Black trans artist Reina Gossett is alleging Oscar-nominated filmmaker David France stole her idea and research for a documentary about the celebrated activist Marsha P. Johnson.
“The Death and Life of Marsha P. Johnson,” which premiered on Netflix on Friday, investigates the mysterious 1992 death of Johnson, a black trans activist and drag queen who is most well known for her role in the Stonewall uprising.
But in an Instagram post on Oct. 7, Gossett alleged that France came up with the idea for the documentary based on the research she had done for her own film, an artistic short about Johnson during the Stonewall riots called “Happy Birthday, Marsha!”
“this week while I’m borrowing money to pay rent, david france is releasing his multimillion dollar netflix deal on marsha p johnson,” Gossett wrote in an Instagram post. “This kind of extraction/excavation of black life, disabled life, poor life, trans life is so old and so deeply connected to the violence Marsha had to deal with throughout her life.”
The ensuing controversy has sparked a debate online over authorship, ownership and identity, with France saying he came up with the idea for his project years before hearing about Gossett’s film, and figures like Janet Mock supporting Gossett’s claim to black trans history.
In her Instagram post, Gossett claimed France was inspired to make a film about Johnson after he saw a “grant application video” from Gossett and her collaborator, Sasha Wortzel, while France was at Kalamazoo College’s Arcus Center for Social Justice Leadership.
But France told NBC News that his only involvement with the Arcus Center was as a guest lecturer in May 2013, two years after he had already begun working on “The Death and Life of Marsha P. Johnson.” He said had no way of seeing any kind of proposal from Gossett.
In the Instagram post, Gossett alleged that France convinced the Arcus Center “that he should be the one to do this film” upon seeing her video proposal and had received a grant using her research on Johnson and a group Johnson co-founded called the Street Transvestite Action Revolutionaries (STAR).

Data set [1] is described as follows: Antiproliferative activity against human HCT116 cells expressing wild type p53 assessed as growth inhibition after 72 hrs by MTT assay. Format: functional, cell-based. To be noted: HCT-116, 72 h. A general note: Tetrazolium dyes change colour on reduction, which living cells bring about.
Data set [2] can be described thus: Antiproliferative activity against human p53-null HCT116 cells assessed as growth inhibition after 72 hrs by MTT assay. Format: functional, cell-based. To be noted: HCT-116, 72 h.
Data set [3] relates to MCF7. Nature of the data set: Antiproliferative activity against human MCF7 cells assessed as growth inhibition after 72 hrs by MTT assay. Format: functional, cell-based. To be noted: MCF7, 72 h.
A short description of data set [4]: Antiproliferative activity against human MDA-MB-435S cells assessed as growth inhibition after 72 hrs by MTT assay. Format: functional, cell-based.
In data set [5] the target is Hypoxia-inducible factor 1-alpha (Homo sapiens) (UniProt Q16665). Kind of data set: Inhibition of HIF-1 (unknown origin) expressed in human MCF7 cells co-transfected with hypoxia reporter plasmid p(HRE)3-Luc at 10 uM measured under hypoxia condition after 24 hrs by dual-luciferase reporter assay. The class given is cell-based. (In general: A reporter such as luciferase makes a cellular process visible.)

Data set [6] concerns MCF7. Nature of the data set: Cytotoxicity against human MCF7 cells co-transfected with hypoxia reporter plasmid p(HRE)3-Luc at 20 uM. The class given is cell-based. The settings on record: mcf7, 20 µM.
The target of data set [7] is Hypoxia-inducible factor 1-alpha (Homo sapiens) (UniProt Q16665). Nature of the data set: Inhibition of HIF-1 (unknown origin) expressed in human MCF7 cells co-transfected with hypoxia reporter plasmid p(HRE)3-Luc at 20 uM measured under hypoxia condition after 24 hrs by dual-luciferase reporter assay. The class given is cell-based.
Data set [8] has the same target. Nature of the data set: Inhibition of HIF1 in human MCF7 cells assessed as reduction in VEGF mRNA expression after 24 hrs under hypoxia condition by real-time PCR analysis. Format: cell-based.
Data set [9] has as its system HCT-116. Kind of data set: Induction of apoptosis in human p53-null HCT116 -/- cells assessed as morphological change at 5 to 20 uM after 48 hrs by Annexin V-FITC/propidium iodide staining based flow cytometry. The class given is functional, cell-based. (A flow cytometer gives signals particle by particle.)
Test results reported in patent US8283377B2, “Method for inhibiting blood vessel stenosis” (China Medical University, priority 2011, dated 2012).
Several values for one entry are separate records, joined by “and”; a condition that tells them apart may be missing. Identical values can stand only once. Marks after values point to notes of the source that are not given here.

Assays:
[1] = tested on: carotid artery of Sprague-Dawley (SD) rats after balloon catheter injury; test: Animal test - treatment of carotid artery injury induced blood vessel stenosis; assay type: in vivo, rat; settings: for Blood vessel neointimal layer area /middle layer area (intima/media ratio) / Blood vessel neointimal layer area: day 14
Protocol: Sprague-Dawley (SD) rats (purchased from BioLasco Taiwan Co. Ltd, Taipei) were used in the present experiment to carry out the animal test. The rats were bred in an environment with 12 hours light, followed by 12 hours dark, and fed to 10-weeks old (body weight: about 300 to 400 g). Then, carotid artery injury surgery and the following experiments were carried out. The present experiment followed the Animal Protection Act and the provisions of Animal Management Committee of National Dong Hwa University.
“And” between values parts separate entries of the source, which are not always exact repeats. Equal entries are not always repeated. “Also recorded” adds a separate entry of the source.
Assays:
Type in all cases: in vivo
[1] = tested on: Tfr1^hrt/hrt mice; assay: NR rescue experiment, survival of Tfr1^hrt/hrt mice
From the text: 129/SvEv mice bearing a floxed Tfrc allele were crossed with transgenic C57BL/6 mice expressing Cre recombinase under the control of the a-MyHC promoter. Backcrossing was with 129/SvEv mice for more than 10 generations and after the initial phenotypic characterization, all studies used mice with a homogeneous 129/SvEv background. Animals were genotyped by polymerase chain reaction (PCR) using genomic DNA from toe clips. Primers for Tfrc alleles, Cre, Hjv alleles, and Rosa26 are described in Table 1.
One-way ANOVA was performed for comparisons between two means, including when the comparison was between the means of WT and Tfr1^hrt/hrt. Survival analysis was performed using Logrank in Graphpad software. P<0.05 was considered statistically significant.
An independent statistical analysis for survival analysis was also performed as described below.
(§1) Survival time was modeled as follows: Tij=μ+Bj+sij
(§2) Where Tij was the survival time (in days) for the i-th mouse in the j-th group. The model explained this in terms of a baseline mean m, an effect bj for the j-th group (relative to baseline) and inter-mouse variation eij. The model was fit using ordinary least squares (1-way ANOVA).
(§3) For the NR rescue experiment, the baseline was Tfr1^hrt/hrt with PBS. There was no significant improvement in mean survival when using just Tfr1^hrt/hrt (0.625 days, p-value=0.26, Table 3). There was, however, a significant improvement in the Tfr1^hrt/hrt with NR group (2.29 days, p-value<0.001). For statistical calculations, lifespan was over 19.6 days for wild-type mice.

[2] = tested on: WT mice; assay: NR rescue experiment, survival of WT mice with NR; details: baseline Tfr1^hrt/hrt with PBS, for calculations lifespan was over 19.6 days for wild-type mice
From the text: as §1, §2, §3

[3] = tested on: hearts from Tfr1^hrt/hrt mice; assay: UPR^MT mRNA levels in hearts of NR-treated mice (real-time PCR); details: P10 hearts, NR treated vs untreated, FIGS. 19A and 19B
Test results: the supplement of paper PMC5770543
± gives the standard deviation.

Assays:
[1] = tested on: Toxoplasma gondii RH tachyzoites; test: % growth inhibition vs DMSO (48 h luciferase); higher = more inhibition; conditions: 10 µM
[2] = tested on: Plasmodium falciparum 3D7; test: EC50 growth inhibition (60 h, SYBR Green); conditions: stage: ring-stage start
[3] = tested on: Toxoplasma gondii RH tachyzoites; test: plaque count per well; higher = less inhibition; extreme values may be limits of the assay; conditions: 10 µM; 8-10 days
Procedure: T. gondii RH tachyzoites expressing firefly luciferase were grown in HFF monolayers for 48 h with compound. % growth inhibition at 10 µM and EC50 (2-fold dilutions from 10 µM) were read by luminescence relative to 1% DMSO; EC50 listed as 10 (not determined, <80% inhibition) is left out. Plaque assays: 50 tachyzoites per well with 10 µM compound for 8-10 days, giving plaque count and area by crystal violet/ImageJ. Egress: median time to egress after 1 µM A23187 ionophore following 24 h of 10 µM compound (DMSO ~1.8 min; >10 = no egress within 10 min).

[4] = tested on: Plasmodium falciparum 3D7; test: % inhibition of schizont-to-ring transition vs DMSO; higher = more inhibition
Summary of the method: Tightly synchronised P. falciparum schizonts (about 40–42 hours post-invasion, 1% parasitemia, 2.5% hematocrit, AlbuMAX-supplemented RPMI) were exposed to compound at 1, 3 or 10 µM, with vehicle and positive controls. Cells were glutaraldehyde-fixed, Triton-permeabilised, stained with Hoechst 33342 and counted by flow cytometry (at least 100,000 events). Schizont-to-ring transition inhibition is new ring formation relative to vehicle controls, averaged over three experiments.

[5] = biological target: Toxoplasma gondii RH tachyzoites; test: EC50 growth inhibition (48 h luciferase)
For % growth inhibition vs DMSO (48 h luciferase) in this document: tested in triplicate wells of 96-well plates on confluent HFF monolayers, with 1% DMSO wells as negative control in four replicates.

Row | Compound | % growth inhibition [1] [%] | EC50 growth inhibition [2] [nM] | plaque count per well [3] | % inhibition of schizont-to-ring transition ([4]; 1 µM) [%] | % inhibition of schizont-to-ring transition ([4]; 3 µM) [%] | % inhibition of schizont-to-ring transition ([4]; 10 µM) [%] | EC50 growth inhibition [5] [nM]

Mia Henry, the Arcus Center’s executive director, said Gossett and Wortzel submitted an entry for the center’s Global Prize for Collaborative Social Justice Leadership in spring 2013, though not for any specific grant.
Henry also said that Arcus Center is funded by — but entirely separate from — the Arcus Foundation, which funded France’s project, and the conflation of the two organizations is “an inaccuracy in the post” shared by Gossett.
France added that he had received a $5,000 grant from the Arcus Foundation and a separate $10,000 grant from the Sundance Foundation for his film.
Bryan Simmons, a spokesperson for the Arcus Foundation, expressed regret about the controversy between Gossett and France in a statement sent to NBC News.
“Arcus regrets that multiple parties, all of whom want the stories of trans people to be known to as many people as possible find themselves in an intellectual property dispute relating to ‘The Death and Life of Marsha P. Johnson,’” Simmons said. “We sincerely hope they are able to resolve it.”
Simmons did not respond to requests for comment about France’s grant proposal, which Gossett said used her “language and research.”
Not only does France deny he stole any work from Gossett, he said he connected with her and Wortzel when he was told they were also working on a film about Johnson at that same point in time.
“I learned that they were working on a fictional experimental narrative short film and not at all a documentary,” he said. “We (Gossett, Wortzel and France) agreed at the time that there was not only no conflict, but that we could support one another’s efforts.”
Neither Gossett nor Wortzel responded to requests for comment from NBC News.
In a Twitter exchange from April 2017, where Gossett alleged France “mined” her work for his film, France shot back.
“That’s not the case Reina. I’m sure when you see my film you’ll agree. My film exists in concert with your work!” France responded to Gossett on Twitter. “I made the film as an extension of my long friendship with Marsha, whom I met in 1982, and its contents represent 4 years of deep research.”
Another point of contention in this controversy was the involvement of Kimberly Reed, a trans documentary filmmaker who was hired by France to produce his documentary.
Gossett claimed on Instagram that France reached out to Wortzel for their contacts and then hired Reed, who had previously been serving as an adviser to Gossett and Wortzel on “Happy Birthday, Marsha!”
But France told NBC News that he had admired Reed’s work independently and reached out to her without knowing about her role on Gossett’s film.
“She is the best known and most established transgender documentary filmmaker, and I was referred to her by another trans filmmaker as somebody I should talk to,” he said.
Reed did not immediately respond to a request for comment.